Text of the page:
The Mayor then asked the Board for its sense of whether he was on the right track with this deal and whether they would likely approve the request for an additional $1 million in CPA funds, should the city prevail at the auction. With another plea for a minimum of 20% affordable units along LaGrange Street (the number had fallen one unit below that threshold as a result of the negotiation with Cornerstone), the Board gave its tentative approval.

On Friday, August 8th, the city and Cornerstone submitted a bid for $15.1 million for the NStar property. The next week, we learned that ours was the winning bid. The rumor mill, again, indicated that we prevailed by a narrow margin, making our success all the sweeter. On August 28th, Cornerstone and the city signed a Purchase and Sale Agreement with NStar. The transaction is expected to close on January 7, 2004.

The Community Preservation Committee met again on September 2nd to formally consider the Mayor’s request for the additional $1 million. About 20 citizens attended the meeting, many of whom were neighbors and all but one of whom spoke strongly in favor of the project. CPC voted unanimously to recommend to the Board of Aldermen that the city expend the additional million in CPA funds. If approved, this will raise the share of local CPA annual revenue devoted to acquisition of Kesseler Woods to 48% in the first year. By year ten, that share will fall to 37%. Actual amounts range from $816,000 in 2004 to $621,000 in 2014, when the bond is fully paid down.

This recommendation now goes to the Board of Aldermen for consideration. Two Board committees, the Ad hoc Committee on Community Preservation and the Finance Committee, will formally review and vote on the request, followed by the full Board, probably sometime in October.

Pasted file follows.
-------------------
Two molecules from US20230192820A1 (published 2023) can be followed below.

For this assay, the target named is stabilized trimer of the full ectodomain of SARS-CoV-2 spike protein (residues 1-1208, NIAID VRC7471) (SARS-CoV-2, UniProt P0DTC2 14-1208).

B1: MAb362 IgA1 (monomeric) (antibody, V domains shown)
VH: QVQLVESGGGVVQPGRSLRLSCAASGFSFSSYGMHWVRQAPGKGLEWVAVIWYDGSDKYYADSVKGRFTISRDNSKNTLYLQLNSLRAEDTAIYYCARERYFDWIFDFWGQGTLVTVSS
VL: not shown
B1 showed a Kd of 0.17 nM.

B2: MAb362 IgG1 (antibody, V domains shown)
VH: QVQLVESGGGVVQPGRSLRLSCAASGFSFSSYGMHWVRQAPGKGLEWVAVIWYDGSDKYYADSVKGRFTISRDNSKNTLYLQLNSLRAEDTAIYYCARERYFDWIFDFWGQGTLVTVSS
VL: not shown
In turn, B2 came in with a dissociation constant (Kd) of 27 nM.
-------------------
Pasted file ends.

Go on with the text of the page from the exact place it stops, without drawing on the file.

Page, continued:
Meanwhile, a number of steps will be set in motion to move this project along. First, the conceptual plans developed during the bidding process will be fleshed out. Cornerstone will likely begin with the single-family houses along Brookline Street, since most can be built without special permit or other approvals. The city’s agreement with Cornerstone allows three of these homes to be constructed in rear lots. This will require special permit approval by the Board of Aldermen under the rear-lot subdivision ordinance.

Planning for the multi-family housing development along LaGrange Street will likely follow the Brookline Street subdivision. This part of the project would also require a special permit because its density exceeds the number of units permitted by the zoning ordinance. Also, grade changes of more that three feet are likely to be required, again triggering a petition for special permit. In approving CPA funds for purchase of the land, the Board of Aldermen does not by default signal its approval for special permit applications required for the project. Each special permit request will be considered on its merits and action will be taken independent of the Board’s earlier votes.

Knowing this, Cornerstone negotiated a fall-back position. If special permits are not approved, the developer is entitled to build up to 80 single-family homes and/or multi-family units in a configuration that conforms to the zoning ordinance or that is allowed by the state’s anti-snob zoning law. In either case, 20% of the units are required by the agreement to meet affordable housing standards.

The lots on Brookline and LaGrange Streets are required to be situated in a way that creates a substantial buffer zone between the new homes and existing homes on Harwich Road in Newton and Rangeley Road in Brookline. If the special permit is not approved by the Board of Aldermen, the layout Cornerstone chooses may not provide this degree of separation, since the amount of open space in these two areas will likely be reduced or eliminated.

Another contingency affecting the number of housing units is included in the agreement with Cornerstone. If the Board of Aldermen fails to approve the additional $1 million from CPA funds, Cornerstone will contribute the million dollars to the deal, but will build three additional single-family homes off Brookline Street. This too would greatly reduce or eliminate the buffer zone negotiated as part of the preferred development plan.